Yeppoon family cat missing for a year found 600km away
ALMOST a year after he went missing, Khesan Horvat had almost given up hope of hugging her beloved cat again.
The posters had been pulled down, her endless calls to pounds and animal rescue groups had proved fruitless and time was running out as her family prepared to move house.
But just a week from their move, already postponed once with the dying hope Bludger would make his way home, Khesan got the news she had been waiting to hear.
Her cat was alive. However, he was hundreds of kilometres away, rescued by a Sunshine Coast-based animal welfare group.
Bludger was the runt of his litter, the kitten no one wanted.
The Yeppoon mum came to the rescue, adopting Bludger from her friend and the Maine coon, cross tabby immediately became part of the family.
"He was just absolutely placid and calm," Khesan said.
"He let the kids carry him around. He was so content with being inside.
"He was just a really happy, cuddly, affectionate cat with no worries in the world.
"You'd talk to him and he'd chat back, just a really, really beautifully natured cat.
"We fell in love with him. He was like my third child."
Looking back, Khesan admits she was complacent about microchipping Bludger, because she thought he'd never get out.
Bludger was about 11 months old when he "just kind of vanished".
Luckily, Khesan found him within four days and scared by his first disappearance, booked an appointment with the vet straight away.
The family's luck ran out however, when Bludger went missing again just days before he was due to be microchipped.
Khesan and her family started a desperate search, which would last for 11 months.
"I looked outside, checking in the gutters, I crawled through drains," she said.
"Everyone in my neighbourhood knew who I was. I posted all over Facebook and Yeppoon Families and everyone was looking, everyone was doing flyers, everyone was keeping an eye out and he was just nowhere."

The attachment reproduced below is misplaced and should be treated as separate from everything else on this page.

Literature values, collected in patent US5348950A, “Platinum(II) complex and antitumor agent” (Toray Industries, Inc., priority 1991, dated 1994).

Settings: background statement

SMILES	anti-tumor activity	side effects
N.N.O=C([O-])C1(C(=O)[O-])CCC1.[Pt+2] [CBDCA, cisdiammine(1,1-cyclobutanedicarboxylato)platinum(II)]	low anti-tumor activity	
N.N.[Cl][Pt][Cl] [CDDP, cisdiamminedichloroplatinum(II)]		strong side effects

Four months in and people started to give up hope. Posters started to disappear, replaced by other lost pets, and his details were being deleted from the pound.
Facebook group, Yeppoon Families continued to bump Khesan's posts and keep Bludger in people's minds, but he was still nowhere to be found.
"I viewed probably about 20 cats that were similar, but none were him," she said.
"It was an endless search."
Almost a year on, Bludger suddenly popped up in Khesan's timeline in a Rockhampton Pound post.
Although Khesan rang them straight away, she was told the cat had already been rescued, but couldn't give any more information.
Khesan was resigned to the fact there would be little she could do if a new owner had fallen in love with Bludger, but wanted to know he was safe and cared for.
A few days later, Khesan put another post in Yeppoon Families asking if anyone could help her track down the rescue group who may have rescued Bludger.
Local groups got in touch with her and suggested Bludger may have been adopted by a Yandina-run group.
Khesan said she "basically begged" the group to check if they had Bludger with them and was sent some photos of cats picked up from Rockhampton.
He wasn't among them, but Khesan was told there was one more cat, not included in the photos.
When she was sent a video of that cat the following day, Khesan immediately knew it was Bludger.
She drove with her children to the Sunshine Coast the next day and was immediately greeted by the cat she thought she'd never see again.
"We live in such a beautiful community that everyone was so willing to help," she said.
Without dozens of people helping online, Khesan is sure she would never have been reunited with Bludger.
"The chances were thin and everyone knew it, and I sadly knew it," she said.
"We were just about to move ... so we postponed our move for a couple of months.
"We move next week, so I am just so grateful he is home.
"Whatever he did for the past year and whoever looked after him and kept him going, wherever that may have been, I am very, very, very grateful."
But the family's chance to reunite with Bludger may not have just been down to luck and community support, but also a hefty dose of good karma.
While looking for her own cat, Khesan took in a number of strays and reunited several with their owners, a bittersweet experience when all she wanted was to cuddle her own cat again.
"The biggest thing I could ever tell anyone is don't do what I did," she said.
"I didn't microchip and that would be one of my biggest regrets because I didn't think he would ever get out because he was always an indoor cat.
"When they are out and you can't find them and they're not microchipped, it's near impossible to pick where they went or might go or have been put down."